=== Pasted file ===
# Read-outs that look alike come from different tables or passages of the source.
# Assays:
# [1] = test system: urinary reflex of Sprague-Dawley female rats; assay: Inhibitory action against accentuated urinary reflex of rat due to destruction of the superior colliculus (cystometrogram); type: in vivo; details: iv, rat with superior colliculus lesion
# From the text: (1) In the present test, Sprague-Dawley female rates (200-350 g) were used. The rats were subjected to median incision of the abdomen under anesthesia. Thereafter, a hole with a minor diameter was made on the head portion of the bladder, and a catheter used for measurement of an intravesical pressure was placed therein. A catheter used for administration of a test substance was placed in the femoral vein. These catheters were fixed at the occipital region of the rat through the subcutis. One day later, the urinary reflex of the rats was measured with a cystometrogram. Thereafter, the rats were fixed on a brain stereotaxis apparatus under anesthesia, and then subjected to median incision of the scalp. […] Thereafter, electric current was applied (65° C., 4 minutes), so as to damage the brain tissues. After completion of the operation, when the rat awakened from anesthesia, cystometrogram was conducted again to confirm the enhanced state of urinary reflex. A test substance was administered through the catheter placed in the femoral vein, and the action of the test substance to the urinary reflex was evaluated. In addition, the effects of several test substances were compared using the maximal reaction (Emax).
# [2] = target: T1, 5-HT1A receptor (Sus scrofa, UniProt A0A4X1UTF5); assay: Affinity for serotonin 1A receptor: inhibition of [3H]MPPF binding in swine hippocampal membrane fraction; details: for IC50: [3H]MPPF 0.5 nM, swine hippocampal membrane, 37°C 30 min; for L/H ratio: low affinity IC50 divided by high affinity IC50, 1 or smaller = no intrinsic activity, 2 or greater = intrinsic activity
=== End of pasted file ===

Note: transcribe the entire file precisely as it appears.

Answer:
# Read-outs that look alike come from different tables or passages of the source.
# Assays:
# [1] = test system: urinary reflex of Sprague-Dawley female rats; assay: Inhibitory action against accentuated urinary reflex of rat due to destruction of the superior colliculus (cystometrogram); type: in vivo; details: iv, rat with superior colliculus lesion
# From the text: (1) In the present test, Sprague-Dawley female rates (200-350 g) were used. The rats were subjected to median incision of the abdomen under anesthesia. Thereafter, a hole with a minor diameter was made on the head portion of the bladder, and a catheter used for measurement of an intravesical pressure was placed therein. A catheter used for administration of a test substance was placed in the femoral vein. These catheters were fixed at the occipital region of the rat through the subcutis. One day later, the urinary reflex of the rats was measured with a cystometrogram. Thereafter, the rats were fixed on a brain stereotaxis apparatus under anesthesia, and then subjected to median incision of the scalp. […] Thereafter, electric current was applied (65° C., 4 minutes), so as to damage the brain tissues. After completion of the operation, when the rat awakened from anesthesia, cystometrogram was conducted again to confirm the enhanced state of urinary reflex. A test substance was administered through the catheter placed in the femoral vein, and the action of the test substance to the urinary reflex was evaluated. In addition, the effects of several test substances were compared using the maximal reaction (Emax).
# [2] = target: T1, 5-HT1A receptor (Sus scrofa, UniProt A0A4X1UTF5); assay: Affinity for serotonin 1A receptor: inhibition of [3H]MPPF binding in swine hippocampal membrane fraction; details: for IC50: [3H]MPPF 0.5 nM, swine hippocampal membrane, 37°C 30 min; for L/H ratio: low affinity IC50 divided by high affinity IC50, 1 or smaller = no intrinsic activity, 2 or greater = intrinsic activity